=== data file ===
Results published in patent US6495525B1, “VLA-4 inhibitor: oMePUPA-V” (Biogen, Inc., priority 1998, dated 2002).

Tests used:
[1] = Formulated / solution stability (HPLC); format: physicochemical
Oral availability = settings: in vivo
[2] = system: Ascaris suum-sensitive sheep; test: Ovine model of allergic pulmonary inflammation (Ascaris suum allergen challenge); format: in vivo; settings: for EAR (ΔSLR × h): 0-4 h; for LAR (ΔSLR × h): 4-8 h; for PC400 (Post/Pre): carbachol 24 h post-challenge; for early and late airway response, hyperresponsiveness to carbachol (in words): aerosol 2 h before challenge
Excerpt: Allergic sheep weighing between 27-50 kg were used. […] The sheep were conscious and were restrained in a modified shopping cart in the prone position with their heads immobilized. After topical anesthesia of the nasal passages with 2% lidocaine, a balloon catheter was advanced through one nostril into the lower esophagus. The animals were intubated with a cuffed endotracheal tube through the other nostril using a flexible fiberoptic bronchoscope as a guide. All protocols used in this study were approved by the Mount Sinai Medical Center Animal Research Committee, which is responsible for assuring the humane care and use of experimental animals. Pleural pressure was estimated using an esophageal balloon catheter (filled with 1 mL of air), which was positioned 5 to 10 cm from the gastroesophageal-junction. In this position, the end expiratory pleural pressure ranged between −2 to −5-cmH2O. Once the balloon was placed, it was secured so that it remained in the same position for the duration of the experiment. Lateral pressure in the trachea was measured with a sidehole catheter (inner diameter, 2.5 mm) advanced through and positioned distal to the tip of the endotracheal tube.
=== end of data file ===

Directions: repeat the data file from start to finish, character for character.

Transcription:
Results published in patent US6495525B1, “VLA-4 inhibitor: oMePUPA-V” (Biogen, Inc., priority 1998, dated 2002).

Tests used:
[1] = Formulated / solution stability (HPLC); format: physicochemical
Oral availability = settings: in vivo
[2] = system: Ascaris suum-sensitive sheep; test: Ovine model of allergic pulmonary inflammation (Ascaris suum allergen challenge); format: in vivo; settings: for EAR (ΔSLR × h): 0-4 h; for LAR (ΔSLR × h): 4-8 h; for PC400 (Post/Pre): carbachol 24 h post-challenge; for early and late airway response, hyperresponsiveness to carbachol (in words): aerosol 2 h before challenge
Excerpt: Allergic sheep weighing between 27-50 kg were used. […] The sheep were conscious and were restrained in a modified shopping cart in the prone position with their heads immobilized. After topical anesthesia of the nasal passages with 2% lidocaine, a balloon catheter was advanced through one nostril into the lower esophagus. The animals were intubated with a cuffed endotracheal tube through the other nostril using a flexible fiberoptic bronchoscope as a guide. All protocols used in this study were approved by the Mount Sinai Medical Center Animal Research Committee, which is responsible for assuring the humane care and use of experimental animals. Pleural pressure was estimated using an esophageal balloon catheter (filled with 1 mL of air), which was positioned 5 to 10 cm from the gastroesophageal-junction. In this position, the end expiratory pleural pressure ranged between −2 to −5-cmH2O. Once the balloon was placed, it was secured so that it remained in the same position for the duration of the experiment. Lateral pressure in the trachea was measured with a sidehole catheter (inner diameter, 2.5 mm) advanced through and positioned distal to the tip of the endotracheal tube.